Real-life media experience for RMIT journalism student

Real-life media experience for RMIT journalism student

Graduating journalism student Amelia Hirst has travelled to Sydney for a hands-on experience at the Nine Network and The Walkley Foundation after winning the prestigious Jacoby-Walkley Scholarship.

The 14-week scholarship is split into 10 weeks with Nine and 4 weeks with the Walkley Foundation. It includes money to cover living expenses in Sydney and gives the winner real-life experience in the media industry. 

While at Nine, Hirst has spent time in the social media team, the digital team, 9News, the Today Show, 60 Minutes and A Current Affair. 

Amelia Hirst with Anita Jacoby in front of a branded media wall. Amelia Hirst’s scholarship opportunity has presented her with real-life media experience.

“My first week was a bit overwhelming and chaotic, and settling into a new city has had its challenges. However, the social media team was extremely welcoming so that made it a bit easier,” said Hirst. 

Each week, Hirst would shadow an experienced media professional to learn the ropes of each team, getting involved in producing content, stories and more. 

As the world turns

During her time at Nine came huge world-changing news – the death of Queen Elizabeth II.

“I remember in my first week someone saying to me ‘everything will be ok as long as the Queen doesn’t pass’. So, when the news came in, I couldn’t believe it! The newsroom swung into action, and it is something that I doubt I will ever see again. It was a moment in history that I am incredibly grateful to have been a part of,” said Hirst. 

She was tasked with finding people with stories of meeting the Queen, able to successfully lock in one that went to air.

Closer to home, another powerful moment for Hirst was covering the story of a family affected by flooding in NSW for A Current Affair.   

The family had been impacted by 3 floods in the past 12 months and were living in and out of motel and hotel rooms for 7 months while they waited for their insurance money to arrive.  

During the process her team informed the insurance company of the family’s situation and in turn, get their help. Within 24 hours of talking with the company, the family had received their insurance money.

“Being a part of the story was definitely bittersweet. It was a moment where I realised that our responsibility as journalists to hold powerful companies and individuals to account does have the potential to create change, and impact everyday lives.”   

Walking the talk 

Following her time at Channel 9, Hirst began at the Walkley Foundation about a month before the annual Walkley Awards. 

“It has been an incredible experience to help organise the event from behind the scenes and also help in the planning and preparation for the state media awards,” said Hirst. 

She’s been involved in scripting, creating audio visual content, contacting finalists and sponsors, fact checking and proof reading. 

“I end my 14 weeks at The Walkley Awards which is a rather special way to finish. On the night I will be able to network with professionals in the industry who I respect and aspire to, as well as being involved of the actual running of the event to ensure everything happens smoothly.”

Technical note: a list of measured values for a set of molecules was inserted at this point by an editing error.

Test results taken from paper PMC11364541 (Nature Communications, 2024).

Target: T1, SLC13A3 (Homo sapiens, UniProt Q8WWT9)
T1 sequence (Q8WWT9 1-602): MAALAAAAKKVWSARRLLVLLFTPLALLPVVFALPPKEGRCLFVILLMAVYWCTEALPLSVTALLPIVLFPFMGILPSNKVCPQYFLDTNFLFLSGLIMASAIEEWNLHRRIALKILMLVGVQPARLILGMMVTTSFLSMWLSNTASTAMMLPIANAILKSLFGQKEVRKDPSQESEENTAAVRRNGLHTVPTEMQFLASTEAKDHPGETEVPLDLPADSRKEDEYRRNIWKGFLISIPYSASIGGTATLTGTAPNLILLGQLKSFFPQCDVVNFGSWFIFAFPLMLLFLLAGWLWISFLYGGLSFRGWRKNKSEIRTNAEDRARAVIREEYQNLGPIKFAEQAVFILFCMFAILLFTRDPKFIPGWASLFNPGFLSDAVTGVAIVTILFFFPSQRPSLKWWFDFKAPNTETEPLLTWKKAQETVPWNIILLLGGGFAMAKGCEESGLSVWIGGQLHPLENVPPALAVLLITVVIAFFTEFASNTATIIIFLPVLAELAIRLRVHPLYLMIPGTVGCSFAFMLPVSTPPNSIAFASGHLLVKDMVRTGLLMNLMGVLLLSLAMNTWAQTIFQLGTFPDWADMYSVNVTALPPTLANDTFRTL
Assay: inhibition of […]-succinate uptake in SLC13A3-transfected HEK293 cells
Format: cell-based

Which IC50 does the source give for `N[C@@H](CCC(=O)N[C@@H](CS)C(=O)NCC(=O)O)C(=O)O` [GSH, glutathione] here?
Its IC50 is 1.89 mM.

Amelia Hirst in a TV studio pictured in front of a digital display showcasing a Channel 9 story. Hirst was able to produce content, tell stories and learn TV presenting skills

Taking the next steps 

Hirst applied for the scholarship after hearing about it through her Bachelor of Communication (Journalism) program co-ordinators and on the 2022 RMIT Journalism Interns page.  

“You always hear, especially in the journalism industry, that getting a foot in the door and making an impression is crucial. However, as I was approaching my final year of studies, I started to worry about how I was going to make this come to fruition,” said Hirst. 

Luckily, her application was successful and her time in the program has even led to Hirst snagging a role as a producer for A Current Affair in their Melbourne office. 

“The position wouldn’t have been presented to me without this scholarship and so when I say it has the potential to change your career, I really mean it,” said Hirst.  

In her new position, Hirst will be drawing on everything she learnt during her time at RMIT and scholarship experience while she continues to develop and evolve her skills.  

“While I don’t know where I’ll be in one, 5 or 10 years, it doesn’t scare me as much as it used to. The scholarship has given me the foot in the door that I was always looking to for and now it’s time for me to take the first step!”


Story by: Nick Adams 

24 November 2022


  • Media & Communication

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RMIT University acknowledges the people of the Woi wurrung and Boon wurrung language groups of the eastern Kulin Nation on whose unceded lands we conduct the business of the University. RMIT University respectfully acknowledges their Ancestors and Elders, past and present. RMIT also acknowledges the Traditional Custodians and their Ancestors of the lands and waters across Australia where we conduct our business - Artwork 'Luwaytini' by Mark Cleaver, Palawa.